Are you another greedy real estate investor?

Everyone’s greedy. You’re all selfish. 

I’m going to be brutally honest with you here and not sugar coat it. Nothing is ever really self-less. But you can be selfish and still do good things. If I had a business mantra, that would be it. Especially in the real estate industry.

Help others get what they want and you’ll get everything you want…and likely more! It’s simple economics. 

That said, I believe we need more long-term greedy leaders.

Gus Levy, Senior Partner at Goldman Sachs, originally coined the term “long-term greedy.”. What he meant was that they always kept their bottom line front of mind, but the time horizon for calculating ROI wasn’t days, weeks, or even quarters—it was years, and maybe decades.

Levy suggests that we should avoid taking shortcuts. Good business, when viewed from a long-range perspective, never includes any shortcuts. The payoff associated with “doing the right thing” takes the form of reputational and brand equity, valuable relationships, smoother, more predictable operations, and competitive advantage.

Dan Martell, serial entrepreneur with multiple wildly-successful exits, has this to say in his article on the subject of greed here: “Long term means that you invest the time to find the right employees who share your values. It also means finding partners that make you look good and are going to be around in 10-20 years. Short term is all about optimizing for near term gains. It can also mean either pushing your team to exhaustion or always sucking the value from any deal to be all one-sided.

Dan has been my friend and mentor for many years now, and I can tell you this: if there’s a better example of a guy who favors the long-term, you’d be hard-pressed to find it. As Dan says later in the article, “…I plan to be in this “game” for the rest of my life, so I try to be long term in my decisions…”

There are no selfless good deeds.

We all give, and most of us give with expectations. We expect an equal or better return from the person we gave to. And we want to get paid back quickly.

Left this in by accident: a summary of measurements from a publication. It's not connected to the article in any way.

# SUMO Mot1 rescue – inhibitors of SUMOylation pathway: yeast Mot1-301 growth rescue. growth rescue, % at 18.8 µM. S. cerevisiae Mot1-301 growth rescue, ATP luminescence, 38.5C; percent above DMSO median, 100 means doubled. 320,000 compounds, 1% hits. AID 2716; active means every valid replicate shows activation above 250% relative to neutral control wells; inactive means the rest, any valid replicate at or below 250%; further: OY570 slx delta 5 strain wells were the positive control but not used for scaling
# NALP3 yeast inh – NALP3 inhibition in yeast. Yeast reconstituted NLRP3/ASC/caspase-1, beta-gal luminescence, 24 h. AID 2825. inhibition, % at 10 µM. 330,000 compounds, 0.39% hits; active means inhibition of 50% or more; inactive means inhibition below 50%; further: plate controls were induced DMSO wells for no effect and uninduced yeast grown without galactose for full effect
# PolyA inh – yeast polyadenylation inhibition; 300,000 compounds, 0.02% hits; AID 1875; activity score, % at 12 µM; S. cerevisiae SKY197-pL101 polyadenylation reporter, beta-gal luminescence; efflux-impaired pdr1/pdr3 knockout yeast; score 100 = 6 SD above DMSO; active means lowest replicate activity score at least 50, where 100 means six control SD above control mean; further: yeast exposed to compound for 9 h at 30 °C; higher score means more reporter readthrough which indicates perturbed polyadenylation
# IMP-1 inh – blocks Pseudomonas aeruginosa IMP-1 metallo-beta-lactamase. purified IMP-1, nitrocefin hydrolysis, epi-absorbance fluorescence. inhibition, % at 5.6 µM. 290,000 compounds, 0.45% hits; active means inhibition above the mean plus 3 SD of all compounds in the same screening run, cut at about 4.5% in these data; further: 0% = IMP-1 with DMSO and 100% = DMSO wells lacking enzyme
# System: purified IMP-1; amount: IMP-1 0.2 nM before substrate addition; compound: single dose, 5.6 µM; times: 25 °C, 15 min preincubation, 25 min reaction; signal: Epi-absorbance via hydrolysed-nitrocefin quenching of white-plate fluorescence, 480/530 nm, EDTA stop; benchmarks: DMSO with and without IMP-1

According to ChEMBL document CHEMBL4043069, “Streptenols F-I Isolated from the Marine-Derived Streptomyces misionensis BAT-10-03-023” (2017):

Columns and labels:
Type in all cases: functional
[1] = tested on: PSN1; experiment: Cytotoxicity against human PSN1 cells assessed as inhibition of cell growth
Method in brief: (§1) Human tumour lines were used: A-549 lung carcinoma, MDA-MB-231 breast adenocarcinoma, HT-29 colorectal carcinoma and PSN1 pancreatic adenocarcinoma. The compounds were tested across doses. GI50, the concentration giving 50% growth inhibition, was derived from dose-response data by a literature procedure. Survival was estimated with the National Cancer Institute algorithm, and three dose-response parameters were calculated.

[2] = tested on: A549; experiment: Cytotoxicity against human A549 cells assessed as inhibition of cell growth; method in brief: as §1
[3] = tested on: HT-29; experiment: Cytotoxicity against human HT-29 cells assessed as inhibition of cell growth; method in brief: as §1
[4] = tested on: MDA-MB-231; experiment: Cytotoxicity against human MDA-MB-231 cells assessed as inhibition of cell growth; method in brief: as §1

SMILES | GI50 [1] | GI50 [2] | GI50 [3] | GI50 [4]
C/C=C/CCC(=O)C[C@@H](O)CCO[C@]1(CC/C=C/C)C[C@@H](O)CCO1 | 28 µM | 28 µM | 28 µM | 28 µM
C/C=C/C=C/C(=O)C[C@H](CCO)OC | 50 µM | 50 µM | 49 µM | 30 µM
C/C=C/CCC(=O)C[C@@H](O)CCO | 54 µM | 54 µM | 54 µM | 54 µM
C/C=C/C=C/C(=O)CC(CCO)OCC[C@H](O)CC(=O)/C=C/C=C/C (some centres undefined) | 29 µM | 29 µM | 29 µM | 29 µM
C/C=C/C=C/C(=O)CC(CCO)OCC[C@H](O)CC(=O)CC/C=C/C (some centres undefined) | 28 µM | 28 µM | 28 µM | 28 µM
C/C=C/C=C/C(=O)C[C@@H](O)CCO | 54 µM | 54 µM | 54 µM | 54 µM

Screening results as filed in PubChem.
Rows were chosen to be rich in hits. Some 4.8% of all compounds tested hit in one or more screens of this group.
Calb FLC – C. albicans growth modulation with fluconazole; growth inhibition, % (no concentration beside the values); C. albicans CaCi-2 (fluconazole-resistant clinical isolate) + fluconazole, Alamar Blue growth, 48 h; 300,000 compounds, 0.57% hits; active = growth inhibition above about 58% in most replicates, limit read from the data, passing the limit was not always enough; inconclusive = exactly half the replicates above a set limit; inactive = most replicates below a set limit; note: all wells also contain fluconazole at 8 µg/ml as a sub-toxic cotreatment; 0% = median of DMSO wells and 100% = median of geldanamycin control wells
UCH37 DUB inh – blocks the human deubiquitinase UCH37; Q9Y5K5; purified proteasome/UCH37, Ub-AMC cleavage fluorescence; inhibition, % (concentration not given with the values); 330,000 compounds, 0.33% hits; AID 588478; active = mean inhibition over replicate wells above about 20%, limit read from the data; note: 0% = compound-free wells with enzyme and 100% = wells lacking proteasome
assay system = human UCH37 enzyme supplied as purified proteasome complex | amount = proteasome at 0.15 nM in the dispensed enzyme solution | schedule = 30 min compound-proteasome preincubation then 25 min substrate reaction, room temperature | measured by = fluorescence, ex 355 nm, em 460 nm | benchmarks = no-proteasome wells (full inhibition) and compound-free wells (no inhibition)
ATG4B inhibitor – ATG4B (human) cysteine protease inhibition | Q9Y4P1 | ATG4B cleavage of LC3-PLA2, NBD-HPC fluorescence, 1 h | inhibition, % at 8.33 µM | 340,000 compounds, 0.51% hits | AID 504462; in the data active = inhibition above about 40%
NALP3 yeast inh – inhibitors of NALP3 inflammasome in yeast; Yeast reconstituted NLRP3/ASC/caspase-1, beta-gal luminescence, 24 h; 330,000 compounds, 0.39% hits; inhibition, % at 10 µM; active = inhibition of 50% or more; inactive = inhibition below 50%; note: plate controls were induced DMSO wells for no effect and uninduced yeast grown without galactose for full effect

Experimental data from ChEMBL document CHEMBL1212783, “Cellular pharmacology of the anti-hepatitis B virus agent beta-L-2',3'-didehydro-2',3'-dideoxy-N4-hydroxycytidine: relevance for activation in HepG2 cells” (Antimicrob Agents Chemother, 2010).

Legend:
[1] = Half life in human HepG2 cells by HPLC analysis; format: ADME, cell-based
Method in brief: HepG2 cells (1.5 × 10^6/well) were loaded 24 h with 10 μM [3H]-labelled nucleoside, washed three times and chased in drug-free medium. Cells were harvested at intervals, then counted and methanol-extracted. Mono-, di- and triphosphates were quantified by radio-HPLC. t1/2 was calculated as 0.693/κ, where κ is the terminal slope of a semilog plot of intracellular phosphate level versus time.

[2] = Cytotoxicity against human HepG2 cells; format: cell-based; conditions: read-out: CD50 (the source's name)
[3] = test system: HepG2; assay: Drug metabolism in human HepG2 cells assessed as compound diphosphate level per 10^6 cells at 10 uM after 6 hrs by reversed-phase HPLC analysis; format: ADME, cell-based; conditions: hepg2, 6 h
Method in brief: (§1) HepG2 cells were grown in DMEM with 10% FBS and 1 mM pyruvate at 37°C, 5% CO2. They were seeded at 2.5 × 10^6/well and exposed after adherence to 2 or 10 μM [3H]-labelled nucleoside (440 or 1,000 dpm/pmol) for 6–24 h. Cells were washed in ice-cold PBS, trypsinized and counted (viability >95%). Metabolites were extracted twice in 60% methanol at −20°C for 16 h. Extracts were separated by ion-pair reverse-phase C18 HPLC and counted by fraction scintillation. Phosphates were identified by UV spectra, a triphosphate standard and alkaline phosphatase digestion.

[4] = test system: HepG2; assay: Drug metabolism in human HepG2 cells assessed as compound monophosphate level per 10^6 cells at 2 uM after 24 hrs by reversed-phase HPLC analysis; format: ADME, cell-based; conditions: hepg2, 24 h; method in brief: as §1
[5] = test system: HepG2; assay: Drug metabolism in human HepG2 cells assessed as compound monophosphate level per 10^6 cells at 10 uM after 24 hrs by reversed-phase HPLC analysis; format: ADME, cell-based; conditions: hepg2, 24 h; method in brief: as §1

But here’s what’s been my experience: sometimes you give to one person, and that good mojo goes out into the universe and you are gifted something from someone else. Karma, good vibes, patience, whatever you want to call it. It works. At least in my world.

Others start out by giving for free and work their asses off. These are the people who understand long-term greed. I will pass up a short-term wow; I will lose the battle to win the war. 

You can’t keep money and opportunities from coming to you when you provide massive value to the marketplace. Over-deliver. Zig Ziglar’s advice is still true today: If you want to get what you want, help enough other people get what they want.

Choosing to be long-term greedy is the one of the best ways to practice patience, which is the second key to success in our business, after people.

Now, being long-term greedy means things can be painful in the short term. You’re going to take some losses, leave some money and maybe some opportunities on the table.

But patience is one essential emotion you must master if you want to succeed in the real estate industry. Twists and turns are going to happen. The path from where you are to the next level is not a straight line.

How well you navigate those twists and turns, and how patient you are throughout the process, will determine just how high you can fly in this business.

Key traits of long-term greedy leaders:

  • Do you actively hire people who are smarter than you? There’s a short-term cost to your ego, but the long-term greedy leader knows that the payoff is a stronger, more interdependent team.
  • Do you delegate as much important work as possible? “You give up time you don’t have to equip others to do something they won’t do exactly
    the way you’d do it yourself. Painful.”
  • What about when your team members have opportunities to move to other positions? Short-term greedy leaders stand in the way. They don’t want to put forth the effort it takes to train someone new for that role. But a long-term greedy leader knows that the reputational and karmic equity makes it worthwhile to foster all promising relationships while they’re young.
  • They’re not impulsive.
  • They are committed to learning from their mistakes.

Does that sound like you? If so, great! You’re one of the long-term greedy leaders I’m talking about. But if you answered any of these questions in the negative, it might be time to reassess your best practices and incorporate some of the traits I talked about today.

During the month of June, I’ll be talking about long-term greed and why it’s so vital to success. I’ll be taking a deep dive on many of the traits and characteristics outlined above. Plus, I’ll be talking about some long-term greedy leaders in the real estate industry.

I’ll be researching some of my favorite examples from in and out of the business world, and sharing some of their tips and advice here on the blog. P. Diddy, Mark Cuban, Richard Branson, Warren Buffet, and more.

Are there any other key traits of long-term greedy leadership that you’d add? Have you ever met anyone who embodies the qualities of long-term greed? Are there any other famous contemporary examples of people who embody these traits?

Drop me a comment and let me know what you think! Come back next week; I’ll be talking about the third piece of the puzzle: perseverance. See you then!

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